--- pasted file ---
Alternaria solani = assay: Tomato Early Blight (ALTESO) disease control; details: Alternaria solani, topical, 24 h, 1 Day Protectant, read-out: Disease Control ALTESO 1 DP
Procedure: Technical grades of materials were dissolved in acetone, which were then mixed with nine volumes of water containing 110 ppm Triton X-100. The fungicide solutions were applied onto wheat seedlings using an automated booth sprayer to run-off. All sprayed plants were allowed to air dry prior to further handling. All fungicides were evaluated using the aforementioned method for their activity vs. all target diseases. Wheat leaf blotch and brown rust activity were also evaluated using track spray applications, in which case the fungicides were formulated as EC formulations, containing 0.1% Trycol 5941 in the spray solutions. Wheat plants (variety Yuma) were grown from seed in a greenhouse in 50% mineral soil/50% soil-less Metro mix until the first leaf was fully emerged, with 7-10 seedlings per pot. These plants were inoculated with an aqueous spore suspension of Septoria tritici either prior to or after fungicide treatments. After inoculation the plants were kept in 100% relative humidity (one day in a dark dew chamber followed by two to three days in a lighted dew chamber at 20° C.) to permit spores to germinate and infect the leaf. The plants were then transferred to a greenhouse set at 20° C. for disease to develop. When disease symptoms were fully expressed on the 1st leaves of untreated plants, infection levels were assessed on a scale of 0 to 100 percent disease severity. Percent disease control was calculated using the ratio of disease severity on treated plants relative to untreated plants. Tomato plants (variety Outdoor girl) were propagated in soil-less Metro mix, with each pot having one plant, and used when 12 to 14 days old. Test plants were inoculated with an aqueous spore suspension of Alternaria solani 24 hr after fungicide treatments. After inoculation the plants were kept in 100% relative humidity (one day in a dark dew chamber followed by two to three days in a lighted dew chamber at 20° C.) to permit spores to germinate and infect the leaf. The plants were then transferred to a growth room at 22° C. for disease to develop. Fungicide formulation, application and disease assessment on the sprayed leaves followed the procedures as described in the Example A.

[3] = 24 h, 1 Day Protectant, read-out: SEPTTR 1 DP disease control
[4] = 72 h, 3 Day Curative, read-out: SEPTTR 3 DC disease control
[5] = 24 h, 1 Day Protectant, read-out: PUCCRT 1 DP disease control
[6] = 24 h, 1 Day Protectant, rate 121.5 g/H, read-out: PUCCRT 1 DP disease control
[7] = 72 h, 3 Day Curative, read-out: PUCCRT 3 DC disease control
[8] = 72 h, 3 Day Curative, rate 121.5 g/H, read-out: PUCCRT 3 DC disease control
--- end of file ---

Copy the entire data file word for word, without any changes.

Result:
Alternaria solani = assay: Tomato Early Blight (ALTESO) disease control; details: Alternaria solani, topical, 24 h, 1 Day Protectant, read-out: Disease Control ALTESO 1 DP
Procedure: Technical grades of materials were dissolved in acetone, which were then mixed with nine volumes of water containing 110 ppm Triton X-100. The fungicide solutions were applied onto wheat seedlings using an automated booth sprayer to run-off. All sprayed plants were allowed to air dry prior to further handling. All fungicides were evaluated using the aforementioned method for their activity vs. all target diseases. Wheat leaf blotch and brown rust activity were also evaluated using track spray applications, in which case the fungicides were formulated as EC formulations, containing 0.1% Trycol 5941 in the spray solutions. Wheat plants (variety Yuma) were grown from seed in a greenhouse in 50% mineral soil/50% soil-less Metro mix until the first leaf was fully emerged, with 7-10 seedlings per pot. These plants were inoculated with an aqueous spore suspension of Septoria tritici either prior to or after fungicide treatments. After inoculation the plants were kept in 100% relative humidity (one day in a dark dew chamber followed by two to three days in a lighted dew chamber at 20° C.) to permit spores to germinate and infect the leaf. The plants were then transferred to a greenhouse set at 20° C. for disease to develop. When disease symptoms were fully expressed on the 1st leaves of untreated plants, infection levels were assessed on a scale of 0 to 100 percent disease severity. Percent disease control was calculated using the ratio of disease severity on treated plants relative to untreated plants. Tomato plants (variety Outdoor girl) were propagated in soil-less Metro mix, with each pot having one plant, and used when 12 to 14 days old. Test plants were inoculated with an aqueous spore suspension of Alternaria solani 24 hr after fungicide treatments. After inoculation the plants were kept in 100% relative humidity (one day in a dark dew chamber followed by two to three days in a lighted dew chamber at 20° C.) to permit spores to germinate and infect the leaf. The plants were then transferred to a growth room at 22° C. for disease to develop. Fungicide formulation, application and disease assessment on the sprayed leaves followed the procedures as described in the Example A.

[3] = 24 h, 1 Day Protectant, read-out: SEPTTR 1 DP disease control
[4] = 72 h, 3 Day Curative, read-out: SEPTTR 3 DC disease control
[5] = 24 h, 1 Day Protectant, read-out: PUCCRT 1 DP disease control
[6] = 24 h, 1 Day Protectant, rate 121.5 g/H, read-out: PUCCRT 1 DP disease control
[7] = 72 h, 3 Day Curative, read-out: PUCCRT 3 DC disease control
[8] = 72 h, 3 Day Curative, rate 121.5 g/H, read-out: PUCCRT 3 DC disease control